As my adventures in Japan continue, I spent the day yesterday at one of my favorite places on the planet – Tsukuba Circuit here in Ibaraki. The course was playing host to the weekend racers from the GTCC series, and I knew this would be the perfect occasion to reacquaint myself with Japan's rich circuit culture.
When it comes to Japanese grassroots racing, it doesn't get much better than GTCC. While you won't find many high horsepower time attack cars or professional race drivers at these events…
…you will see pit crews made up of strictly of friends, some great privateer machines, and people pursuing their automotive hobby to the fullest. To me events like this embody everything that's great about Japanese car culture.
After I contacted GTCC organizer Oguma-san asking for media access for the event, he was ecstatic that I wanted to cover their little race. There was even an announcement posted on the GTCC website announcing that Speedhunters would be covering the event. The announcement also told all the drivers to make sure their cars are washed, and to get haircuts before coming. It also asked that the female drivers wear more makeup than usual.
This just goes to show the the sense of humor and lightheartedness you'll find among GTCC community.
The GTCC has a big following among the area's AE86 racers. You'll find some of Japan's fastest 86s running in all four of the main classes, including the dreamy CBY Trueno running in the top dog NA Expert class.
Anyone who says Hondas aren't big in Japan has never been to an event like GTCC. The paddock was jammed full of tuned VTEC cars ready to battle it out.
GTCC is more than just a track day, it's a legit race series with standing starts and wheel to wheel action. Here we see the "Maruki" DC2 Integra fighting among its competition in the NA Super class.
There's also a free soukoukai class, which included a solid group of vintage cars like the Team Vertex S31 Z.
There was even a separate free run class dedicated solely to the CL7 Honda Accord Euro R. Any four-door family hauler that can double as a track day special deserves a big thumbs up.
All through the paddock, the elements of grassroots circuit racing were in abundance. Whether it was the throttle stacks on this stroked "5AG"…
…or the well-worn racing decals on the hood of this EF9 Civic.
As I tried to speak to the drivers using my broken Japanese, everyone told me they were big fans of Speedhunters and that they read the site everyday. Perhaps it's because I'd been away from Japan for a while, but this was surprising news to me – and something made me extremely happy.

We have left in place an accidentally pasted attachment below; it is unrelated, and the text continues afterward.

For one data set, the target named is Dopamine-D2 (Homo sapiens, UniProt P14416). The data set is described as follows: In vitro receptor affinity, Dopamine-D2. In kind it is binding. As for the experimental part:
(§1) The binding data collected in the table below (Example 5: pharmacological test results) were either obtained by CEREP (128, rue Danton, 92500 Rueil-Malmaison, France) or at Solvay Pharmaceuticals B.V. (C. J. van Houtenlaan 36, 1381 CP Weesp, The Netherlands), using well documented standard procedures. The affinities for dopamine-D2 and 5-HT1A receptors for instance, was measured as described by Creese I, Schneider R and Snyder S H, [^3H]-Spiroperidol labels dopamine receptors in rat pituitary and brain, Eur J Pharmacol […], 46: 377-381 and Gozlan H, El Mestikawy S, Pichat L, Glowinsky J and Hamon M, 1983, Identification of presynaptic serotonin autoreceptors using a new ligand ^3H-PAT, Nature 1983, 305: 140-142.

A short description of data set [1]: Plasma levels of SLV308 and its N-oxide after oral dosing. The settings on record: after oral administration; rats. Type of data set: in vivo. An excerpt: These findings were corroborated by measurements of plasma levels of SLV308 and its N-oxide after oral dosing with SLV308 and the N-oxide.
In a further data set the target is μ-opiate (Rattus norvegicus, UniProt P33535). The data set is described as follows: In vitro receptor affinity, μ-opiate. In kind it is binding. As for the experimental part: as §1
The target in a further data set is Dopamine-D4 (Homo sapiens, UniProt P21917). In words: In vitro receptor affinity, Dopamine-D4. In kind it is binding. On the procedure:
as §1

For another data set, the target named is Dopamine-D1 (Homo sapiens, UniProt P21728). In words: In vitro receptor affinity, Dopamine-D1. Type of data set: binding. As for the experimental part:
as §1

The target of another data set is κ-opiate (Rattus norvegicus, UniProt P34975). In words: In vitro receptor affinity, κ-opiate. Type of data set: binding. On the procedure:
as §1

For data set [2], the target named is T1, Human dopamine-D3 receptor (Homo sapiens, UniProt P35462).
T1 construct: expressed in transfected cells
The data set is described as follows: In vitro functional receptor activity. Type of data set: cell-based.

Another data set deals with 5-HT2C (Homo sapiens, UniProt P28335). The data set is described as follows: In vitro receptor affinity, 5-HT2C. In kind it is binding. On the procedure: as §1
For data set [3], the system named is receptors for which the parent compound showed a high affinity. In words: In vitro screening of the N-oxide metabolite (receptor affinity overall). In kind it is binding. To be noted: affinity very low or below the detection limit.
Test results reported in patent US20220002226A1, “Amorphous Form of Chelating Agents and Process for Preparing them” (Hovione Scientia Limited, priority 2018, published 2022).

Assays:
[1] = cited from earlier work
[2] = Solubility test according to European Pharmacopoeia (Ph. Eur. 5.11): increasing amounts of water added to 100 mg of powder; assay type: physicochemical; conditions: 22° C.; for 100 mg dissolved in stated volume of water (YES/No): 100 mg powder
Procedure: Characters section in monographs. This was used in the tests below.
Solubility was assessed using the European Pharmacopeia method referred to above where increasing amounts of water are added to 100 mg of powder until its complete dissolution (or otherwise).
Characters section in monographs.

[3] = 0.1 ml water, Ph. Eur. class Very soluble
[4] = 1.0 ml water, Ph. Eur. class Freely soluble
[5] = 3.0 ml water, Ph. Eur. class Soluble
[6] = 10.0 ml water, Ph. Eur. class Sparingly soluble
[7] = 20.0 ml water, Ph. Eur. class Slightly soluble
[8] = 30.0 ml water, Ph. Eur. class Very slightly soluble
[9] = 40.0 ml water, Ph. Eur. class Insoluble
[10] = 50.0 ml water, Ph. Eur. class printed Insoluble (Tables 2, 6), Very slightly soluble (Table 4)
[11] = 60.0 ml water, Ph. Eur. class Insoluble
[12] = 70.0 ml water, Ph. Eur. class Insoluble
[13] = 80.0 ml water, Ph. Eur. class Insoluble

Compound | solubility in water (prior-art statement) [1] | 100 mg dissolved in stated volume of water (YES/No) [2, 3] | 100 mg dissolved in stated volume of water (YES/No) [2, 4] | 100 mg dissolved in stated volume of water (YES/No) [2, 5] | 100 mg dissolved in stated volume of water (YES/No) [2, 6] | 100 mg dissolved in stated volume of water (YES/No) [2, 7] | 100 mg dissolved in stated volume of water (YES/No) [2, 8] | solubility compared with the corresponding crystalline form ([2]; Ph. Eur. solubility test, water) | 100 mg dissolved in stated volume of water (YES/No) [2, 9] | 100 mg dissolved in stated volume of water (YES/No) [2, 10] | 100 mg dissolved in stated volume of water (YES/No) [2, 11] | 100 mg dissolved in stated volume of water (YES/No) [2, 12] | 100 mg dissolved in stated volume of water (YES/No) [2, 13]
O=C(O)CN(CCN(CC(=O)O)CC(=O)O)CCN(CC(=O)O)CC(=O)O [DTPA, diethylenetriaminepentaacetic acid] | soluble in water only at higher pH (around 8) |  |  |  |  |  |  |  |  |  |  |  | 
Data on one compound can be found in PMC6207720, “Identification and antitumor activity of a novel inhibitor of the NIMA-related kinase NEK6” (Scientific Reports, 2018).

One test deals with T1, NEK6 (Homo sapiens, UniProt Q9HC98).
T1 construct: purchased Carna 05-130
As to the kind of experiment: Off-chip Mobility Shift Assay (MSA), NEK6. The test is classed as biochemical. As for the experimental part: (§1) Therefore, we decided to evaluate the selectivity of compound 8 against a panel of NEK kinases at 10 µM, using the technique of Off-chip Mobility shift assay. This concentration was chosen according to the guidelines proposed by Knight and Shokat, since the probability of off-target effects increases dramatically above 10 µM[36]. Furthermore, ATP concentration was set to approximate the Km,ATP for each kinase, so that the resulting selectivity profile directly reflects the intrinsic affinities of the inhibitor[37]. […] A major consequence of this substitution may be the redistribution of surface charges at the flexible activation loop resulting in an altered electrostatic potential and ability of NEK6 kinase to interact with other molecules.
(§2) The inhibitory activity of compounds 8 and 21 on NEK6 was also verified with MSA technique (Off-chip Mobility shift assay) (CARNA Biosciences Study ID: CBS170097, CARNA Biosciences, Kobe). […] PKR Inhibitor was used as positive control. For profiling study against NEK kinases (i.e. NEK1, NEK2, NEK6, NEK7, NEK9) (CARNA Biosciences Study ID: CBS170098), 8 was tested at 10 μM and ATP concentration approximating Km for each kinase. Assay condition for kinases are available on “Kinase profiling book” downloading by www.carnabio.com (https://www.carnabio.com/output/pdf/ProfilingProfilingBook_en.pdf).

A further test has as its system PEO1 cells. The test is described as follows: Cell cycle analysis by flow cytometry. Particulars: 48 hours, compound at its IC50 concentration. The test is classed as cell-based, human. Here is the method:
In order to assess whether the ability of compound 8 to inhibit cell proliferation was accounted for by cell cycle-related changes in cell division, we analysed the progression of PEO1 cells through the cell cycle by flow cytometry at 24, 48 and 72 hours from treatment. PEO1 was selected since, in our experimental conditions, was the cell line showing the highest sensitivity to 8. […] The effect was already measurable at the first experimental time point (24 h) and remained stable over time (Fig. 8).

I ended up handing out tons of Speedhunters stickers, all of which were quickly applied to the cars. Within a few minutes all of the top runner 86s and many of the other GTCC cars were proudly sporting the stickers on their windows and body panels.
The girl who drove this cool EG6 was so excited when I said I'd post a photo of her car on Speedhunters. It was all so heartwarming!
While I wasn't trackside taking in the action, I spent a lot of time walking the paddock and looking over the machinery.
The Thrill Junkie – M-Works CRX running in the NA Expert class. It's pure function, yet retains a unique sense of style.
The Satoshi Style Tec-Art's Levin ready for battle. This car would be dueling it out with the CBY Trueno in the NA Expert race.
You can tell by the body damage that this EK4 Civic has seen more than it's fair share of action. Respect.
This G-nose equipped S31 was one of two early Z's running in the open class. Both were running hot rodded L-series motors under the hood.
The vast majority of the cars running in GTCC are naturally aspirated, but will you find a few forced induction entries scattered around, like this EP82 Starlet. Custom wide fenders give the little Toyota a pretty mean look.
Staggered wheels and a big Voltex GT Wing equals textbook Honda track style.
A full-on B310 Sunny race car that was also hanging with the classic car crowd.
The lone S13 that was running in the event.
Not all of the 86s that run GTCC were of the hardcore N2 variety. Here's a tidy two-door Levin street car running in the lower level NA Sport class.
I'll go ahead and stop here for now, but there's tons more to come from the GTCC event at Tsukuba Circuit.
Next time we'll check out some more of the on-track activity.